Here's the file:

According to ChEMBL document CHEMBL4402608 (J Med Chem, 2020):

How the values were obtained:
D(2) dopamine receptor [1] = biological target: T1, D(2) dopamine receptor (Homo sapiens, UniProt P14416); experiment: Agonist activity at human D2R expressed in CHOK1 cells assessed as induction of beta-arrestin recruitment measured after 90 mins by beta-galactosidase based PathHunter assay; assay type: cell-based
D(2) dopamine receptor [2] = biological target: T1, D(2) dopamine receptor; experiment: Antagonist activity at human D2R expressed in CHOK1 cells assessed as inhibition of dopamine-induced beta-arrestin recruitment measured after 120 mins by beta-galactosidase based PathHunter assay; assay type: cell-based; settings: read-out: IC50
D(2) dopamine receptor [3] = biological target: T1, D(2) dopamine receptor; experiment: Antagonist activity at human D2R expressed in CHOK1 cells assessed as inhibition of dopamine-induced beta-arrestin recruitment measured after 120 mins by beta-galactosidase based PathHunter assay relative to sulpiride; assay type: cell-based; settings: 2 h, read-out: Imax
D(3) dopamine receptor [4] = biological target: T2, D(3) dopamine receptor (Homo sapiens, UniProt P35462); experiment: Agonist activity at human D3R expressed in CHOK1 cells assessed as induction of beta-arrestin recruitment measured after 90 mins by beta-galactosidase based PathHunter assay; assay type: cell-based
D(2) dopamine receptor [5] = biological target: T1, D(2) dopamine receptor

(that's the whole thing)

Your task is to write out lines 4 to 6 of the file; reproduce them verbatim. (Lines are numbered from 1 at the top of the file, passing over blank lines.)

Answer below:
D(2) dopamine receptor [2] = biological target: T1, D(2) dopamine receptor; experiment: Antagonist activity at human D2R expressed in CHOK1 cells assessed as inhibition of dopamine-induced beta-arrestin recruitment measured after 120 mins by beta-galactosidase based PathHunter assay; assay type: cell-based; settings: read-out: IC50
D(2) dopamine receptor [3] = biological target: T1, D(2) dopamine receptor; experiment: Antagonist activity at human D2R expressed in CHOK1 cells assessed as inhibition of dopamine-induced beta-arrestin recruitment measured after 120 mins by beta-galactosidase based PathHunter assay relative to sulpiride; assay type: cell-based; settings: 2 h, read-out: Imax
D(3) dopamine receptor [4] = biological target: T2, D(3) dopamine receptor (Homo sapiens, UniProt P35462); experiment: Agonist activity at human D3R expressed in CHOK1 cells assessed as induction of beta-arrestin recruitment measured after 90 mins by beta-galactosidase based PathHunter assay; assay type: cell-based